Harper’s Nunavut campaign stop preaches to the converted
Whoosh! Conservative leader lands, speaks, takes off again
No glitches, no dissenters.
That’s how it went down in Iqaluit Aug. 14, when Conservative party organizers got Nunavut Conservative candidate Leona Aglukkaq’s re-election campaign off the ground with a quick in-and-out visit from Prime Minister Stephen Harper.
A group of hand-picked Conservative party supporters gathered with Aglukkaq under grey skies on the Iqaluit airport’s tarmac to meet him, bearing signs with messages in Inuktitut and English such as “qujannimik,” tungasugit,” “Welcome back PM Harper,” and “thanks for helping Nunavummiut.”
Harper got a quick tour of Sylvia Grinnell Territorial Park and then arrived at the Tower Arctic Ltd. building at 1502 Federal Rd. for an invitation-only speaking event.
There, Tower Arctic had blocked the entrance with a makeshift barricade of heavy construction vehicles.
And to compose their desired visual image, Conservative organizers placed a group of Tower Arctic workers, most of them clad in Tower Arctic ball caps and orange safety vests, directly behind the lectern where Harper spoke, in front of an enormous Canadian flag.
A construction and a multi-faceted general contracting firm with a lengthy history in the Arctic, Tower is a sub-contractor on the Iqaluit airport project, which is partly funded by a $77.3-million handout from P3 Canada, a federal agency.
It’s now deemed an “Inuit-owned” company and is classed as an aboriginal business under the federal government’s aboriginal procurement strategy.
In his speech, Harper kept a laser-like focus on one of his campaign’s big themes: national security and sovereignty.
To that end, he announced that, if re-elected, a Conservative government would expand the popular Junior Canadian Rangers program by 15 per cent, to 5,000 members.
“The Canadian Rangers and Junior Canadian Rangers make a vital contribution to community safety and national sovereignty in Canada’s Northern and remote regions,” Harper said.
Ottawa would finish that Junior Rangers expansion by 2018, the 20th anniversary of the program, Harper said.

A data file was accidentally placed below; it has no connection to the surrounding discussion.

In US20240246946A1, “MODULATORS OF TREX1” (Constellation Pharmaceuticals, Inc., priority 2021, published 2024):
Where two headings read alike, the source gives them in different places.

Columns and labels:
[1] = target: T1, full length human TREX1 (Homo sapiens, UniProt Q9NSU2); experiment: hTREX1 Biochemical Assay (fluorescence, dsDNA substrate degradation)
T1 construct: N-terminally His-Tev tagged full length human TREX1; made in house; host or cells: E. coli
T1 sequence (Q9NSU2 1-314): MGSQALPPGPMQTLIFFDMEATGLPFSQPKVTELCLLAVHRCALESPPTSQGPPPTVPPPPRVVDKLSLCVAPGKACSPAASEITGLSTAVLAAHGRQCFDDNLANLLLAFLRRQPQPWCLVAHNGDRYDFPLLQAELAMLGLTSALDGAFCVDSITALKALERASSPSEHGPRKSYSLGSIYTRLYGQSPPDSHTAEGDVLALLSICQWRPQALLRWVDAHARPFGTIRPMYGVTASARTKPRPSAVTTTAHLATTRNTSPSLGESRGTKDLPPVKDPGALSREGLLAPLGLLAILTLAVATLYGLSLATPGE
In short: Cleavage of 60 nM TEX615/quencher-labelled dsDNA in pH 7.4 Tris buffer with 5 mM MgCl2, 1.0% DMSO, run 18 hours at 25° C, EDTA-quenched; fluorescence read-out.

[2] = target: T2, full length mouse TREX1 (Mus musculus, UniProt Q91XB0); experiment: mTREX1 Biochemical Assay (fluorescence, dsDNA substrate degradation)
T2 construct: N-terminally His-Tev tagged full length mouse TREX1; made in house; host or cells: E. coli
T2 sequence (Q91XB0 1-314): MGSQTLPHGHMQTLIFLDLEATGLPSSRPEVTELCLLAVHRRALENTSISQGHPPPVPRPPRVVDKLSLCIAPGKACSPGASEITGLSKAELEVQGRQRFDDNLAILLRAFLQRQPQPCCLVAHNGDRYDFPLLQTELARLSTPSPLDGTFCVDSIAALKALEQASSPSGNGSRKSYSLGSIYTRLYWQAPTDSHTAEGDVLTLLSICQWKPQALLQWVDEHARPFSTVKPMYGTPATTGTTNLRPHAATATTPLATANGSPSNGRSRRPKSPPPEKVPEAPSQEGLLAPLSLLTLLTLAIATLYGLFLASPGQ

Harper also said the Canadian Rangers will get to keep their trusty old Lee-Enfield Mk4 .303 calibre rifles after they’re replaced.
Ottawa is replacing the Lee-Enfields with the .308 calibre C-19, to be manufactured by Colt Canada in Kitchener, Ont., using a licenced design based on Finland’s Sako/Tikka T3 rifle.
“Their Lee-Enfield rifles will become a symbol of our nation’s gratitude for their dedication and commitment,” Harper said.
As he has throughout the campaign, the PM slammed his two main rivals, Liberal leader Justin Trudeau and NDP leader Thomas Mulcair, saying they’re weak and naïve on national security.
“We share the Arctic with a hostile state, unconcerned with international norms such as respect for territorial integrity. Justin Trudeau’s alarming naïveté, and Thomas Mulcair’s dangerously ideological foreign policy, mean that they simply aren’t prepared to keep Canada safe,” Harper said.
Harper also announced that Gjoa Haven, Aglukkaq’s home community, would get a Sir John Franklin centre for visitors, a development that would help the community exploit the publicity generated by the 2014 discovery of the HMS Erebus.
This past April, Parks Canada, part of Aglukkaq’s environment department, said they’re already talking to the Kitikmeot Inuit Association, Nunavut Tunngavik Inc. and the Nattilik Heritage Centre in Gjoa Haven about “how other Inuit organizations and communities can become engaged in and benefit from this exciting project.”
The Nunavut Liberal candidate, Hunter Tootoo, greeted Harper’s arrival with some jibes of his own, accusing the PM of “secrecy, control and manipulation.”
Tootoo and about half a dozen red-clad Liberal supporters also gathered at the airport to greet the Conservative leader and posted Liberal election signs at various strategic locations.
“It’s unfortunate that Nunavummiut expect these kind of “surprise visits” from their own MP, in their own territory,” Tootoo said in a statement.
“They’re only here to smile for the cameras, not to genuinely talk to people and make real change,” he said.
Tootoo also challenged Aglukkaq to a debate.
Earlier that day, in Hay River, Harper had announced $14 million to pay for the chip-sealing of a 68-km section of road that runs through Wood Buffalo National Park.
That prompted caustic remarks from the NDP incumbent candidate in the Northwest Territories, Dennis Bevington, who faces a strong challenge from Conservative candidate Floyd Roland, the ex-NWT premier.
“The Conservatives use northerners as backdrops for their photo-ops but their northern strategy has done more harm than good,” Bevington said in a statement Aug. 13.
The CBC poll tracker, based on Éric Grenier’s ThreeHundredEight.com poll aggregator site, shows that if an election were held as of Aug. 12, Mulcair’s NDP would win a slim minority victory with 121 seats and 32.3 per cent of the popular vote.
Grenier’s poll aggregate shows the Conservatives in a virtual tie with 120 seats and 29.3 per cent, while Trudeau’s Liberals would trail in third place with 95 seats and 27.3 per cent.
Another poll, released on the weekend by Léger Marketing and Le Devoir and Le Journal de Montréal, has the NDP leading nationally with 33 per cent, the Liberals second with 28 per cent, and the Conservatives third with 27 per cent.
Spencer Rocchi is contesting Nunavut for the Green party, while the NDP have yet to announce a Nunavut candidate.